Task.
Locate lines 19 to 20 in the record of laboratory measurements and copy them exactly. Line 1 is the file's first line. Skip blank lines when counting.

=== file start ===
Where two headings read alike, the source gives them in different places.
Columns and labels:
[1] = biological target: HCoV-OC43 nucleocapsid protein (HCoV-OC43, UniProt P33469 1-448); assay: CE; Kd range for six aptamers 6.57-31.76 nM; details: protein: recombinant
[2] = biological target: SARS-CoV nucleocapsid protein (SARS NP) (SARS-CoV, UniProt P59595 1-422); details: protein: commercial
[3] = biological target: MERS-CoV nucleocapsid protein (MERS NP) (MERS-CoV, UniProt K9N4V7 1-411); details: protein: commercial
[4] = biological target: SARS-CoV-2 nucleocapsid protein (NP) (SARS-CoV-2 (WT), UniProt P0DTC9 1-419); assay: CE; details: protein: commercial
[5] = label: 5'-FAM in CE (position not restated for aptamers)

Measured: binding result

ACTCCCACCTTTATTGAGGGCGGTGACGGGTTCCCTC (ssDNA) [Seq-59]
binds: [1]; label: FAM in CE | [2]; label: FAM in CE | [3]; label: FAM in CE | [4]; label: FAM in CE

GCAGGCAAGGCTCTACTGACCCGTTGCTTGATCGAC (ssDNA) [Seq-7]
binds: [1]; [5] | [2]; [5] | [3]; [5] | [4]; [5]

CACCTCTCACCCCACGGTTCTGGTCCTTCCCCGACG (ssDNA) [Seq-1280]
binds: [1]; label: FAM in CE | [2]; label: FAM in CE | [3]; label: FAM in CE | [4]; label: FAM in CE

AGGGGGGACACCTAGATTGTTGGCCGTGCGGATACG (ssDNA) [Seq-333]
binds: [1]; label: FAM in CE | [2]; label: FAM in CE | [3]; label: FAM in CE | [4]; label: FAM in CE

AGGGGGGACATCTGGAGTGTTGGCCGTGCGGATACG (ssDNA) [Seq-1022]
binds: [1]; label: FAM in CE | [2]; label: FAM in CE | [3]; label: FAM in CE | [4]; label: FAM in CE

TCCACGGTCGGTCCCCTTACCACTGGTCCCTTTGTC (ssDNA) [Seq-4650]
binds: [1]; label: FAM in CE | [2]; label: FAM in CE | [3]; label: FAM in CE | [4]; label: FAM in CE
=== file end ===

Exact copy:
TCCACGGTCGGTCCCCTTACCACTGGTCCCTTTGTC (ssDNA) [Seq-4650]
binds: [1]; label: FAM in CE | [2]; label: FAM in CE | [3]; label: FAM in CE | [4]; label: FAM in CE